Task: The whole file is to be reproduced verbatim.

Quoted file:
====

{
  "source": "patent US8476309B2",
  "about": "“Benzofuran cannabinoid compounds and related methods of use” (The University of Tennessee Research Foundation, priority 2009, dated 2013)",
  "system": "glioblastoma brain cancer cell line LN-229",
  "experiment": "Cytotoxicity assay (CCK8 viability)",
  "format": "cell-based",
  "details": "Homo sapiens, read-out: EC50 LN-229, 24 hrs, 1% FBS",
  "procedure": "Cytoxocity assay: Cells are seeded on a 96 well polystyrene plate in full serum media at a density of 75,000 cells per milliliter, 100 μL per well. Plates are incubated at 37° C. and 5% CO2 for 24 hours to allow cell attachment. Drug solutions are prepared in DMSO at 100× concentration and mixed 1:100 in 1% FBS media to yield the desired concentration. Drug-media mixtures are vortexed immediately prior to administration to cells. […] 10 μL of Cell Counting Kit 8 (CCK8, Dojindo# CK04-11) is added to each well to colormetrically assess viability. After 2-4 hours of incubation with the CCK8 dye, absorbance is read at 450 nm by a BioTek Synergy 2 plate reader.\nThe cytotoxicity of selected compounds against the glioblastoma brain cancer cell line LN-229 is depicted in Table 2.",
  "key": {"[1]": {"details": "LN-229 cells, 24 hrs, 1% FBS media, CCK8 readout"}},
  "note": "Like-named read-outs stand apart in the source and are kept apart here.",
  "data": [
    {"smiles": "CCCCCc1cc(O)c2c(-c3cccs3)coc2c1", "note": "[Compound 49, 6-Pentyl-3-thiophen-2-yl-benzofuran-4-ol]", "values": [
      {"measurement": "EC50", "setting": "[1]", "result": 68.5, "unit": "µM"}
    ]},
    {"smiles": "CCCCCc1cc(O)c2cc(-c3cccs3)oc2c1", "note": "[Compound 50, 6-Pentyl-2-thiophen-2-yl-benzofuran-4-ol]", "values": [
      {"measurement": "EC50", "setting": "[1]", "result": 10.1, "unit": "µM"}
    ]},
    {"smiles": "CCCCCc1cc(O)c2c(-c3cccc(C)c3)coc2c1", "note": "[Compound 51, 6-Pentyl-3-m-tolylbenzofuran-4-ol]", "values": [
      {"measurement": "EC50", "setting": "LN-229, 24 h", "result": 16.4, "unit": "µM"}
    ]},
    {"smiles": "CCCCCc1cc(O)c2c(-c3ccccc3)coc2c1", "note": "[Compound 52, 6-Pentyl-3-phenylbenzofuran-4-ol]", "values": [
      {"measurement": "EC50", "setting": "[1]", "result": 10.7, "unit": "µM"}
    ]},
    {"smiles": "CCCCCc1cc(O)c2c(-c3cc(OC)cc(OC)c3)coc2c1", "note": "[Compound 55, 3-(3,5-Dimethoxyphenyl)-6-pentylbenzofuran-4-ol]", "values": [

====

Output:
{
  "source": "patent US8476309B2",
  "about": "“Benzofuran cannabinoid compounds and related methods of use” (The University of Tennessee Research Foundation, priority 2009, dated 2013)",
  "system": "glioblastoma brain cancer cell line LN-229",
  "experiment": "Cytotoxicity assay (CCK8 viability)",
  "format": "cell-based",
  "details": "Homo sapiens, read-out: EC50 LN-229, 24 hrs, 1% FBS",
  "procedure": "Cytoxocity assay: Cells are seeded on a 96 well polystyrene plate in full serum media at a density of 75,000 cells per milliliter, 100 μL per well. Plates are incubated at 37° C. and 5% CO2 for 24 hours to allow cell attachment. Drug solutions are prepared in DMSO at 100× concentration and mixed 1:100 in 1% FBS media to yield the desired concentration. Drug-media mixtures are vortexed immediately prior to administration to cells. […] 10 μL of Cell Counting Kit 8 (CCK8, Dojindo# CK04-11) is added to each well to colormetrically assess viability. After 2-4 hours of incubation with the CCK8 dye, absorbance is read at 450 nm by a BioTek Synergy 2 plate reader.\nThe cytotoxicity of selected compounds against the glioblastoma brain cancer cell line LN-229 is depicted in Table 2.",
  "key": {"[1]": {"details": "LN-229 cells, 24 hrs, 1% FBS media, CCK8 readout"}},
  "note": "Like-named read-outs stand apart in the source and are kept apart here.",
  "data": [
    {"smiles": "CCCCCc1cc(O)c2c(-c3cccs3)coc2c1", "note": "[Compound 49, 6-Pentyl-3-thiophen-2-yl-benzofuran-4-ol]", "values": [
      {"measurement": "EC50", "setting": "[1]", "result": 68.5, "unit": "µM"}
    ]},
    {"smiles": "CCCCCc1cc(O)c2cc(-c3cccs3)oc2c1", "note": "[Compound 50, 6-Pentyl-2-thiophen-2-yl-benzofuran-4-ol]", "values": [
      {"measurement": "EC50", "setting": "[1]", "result": 10.1, "unit": "µM"}
    ]},
    {"smiles": "CCCCCc1cc(O)c2c(-c3cccc(C)c3)coc2c1", "note": "[Compound 51, 6-Pentyl-3-m-tolylbenzofuran-4-ol]", "values": [
      {"measurement": "EC50", "setting": "LN-229, 24 h", "result": 16.4, "unit": "µM"}
    ]},
    {"smiles": "CCCCCc1cc(O)c2c(-c3ccccc3)coc2c1", "note": "[Compound 52, 6-Pentyl-3-phenylbenzofuran-4-ol]", "values": [
      {"measurement": "EC50", "setting": "[1]", "result": 10.7, "unit": "µM"}
    ]},
    {"smiles": "CCCCCc1cc(O)c2c(-c3cc(OC)cc(OC)c3)coc2c1", "note": "[Compound 55, 3-(3,5-Dimethoxyphenyl)-6-pentylbenzofuran-4-ol]", "values": [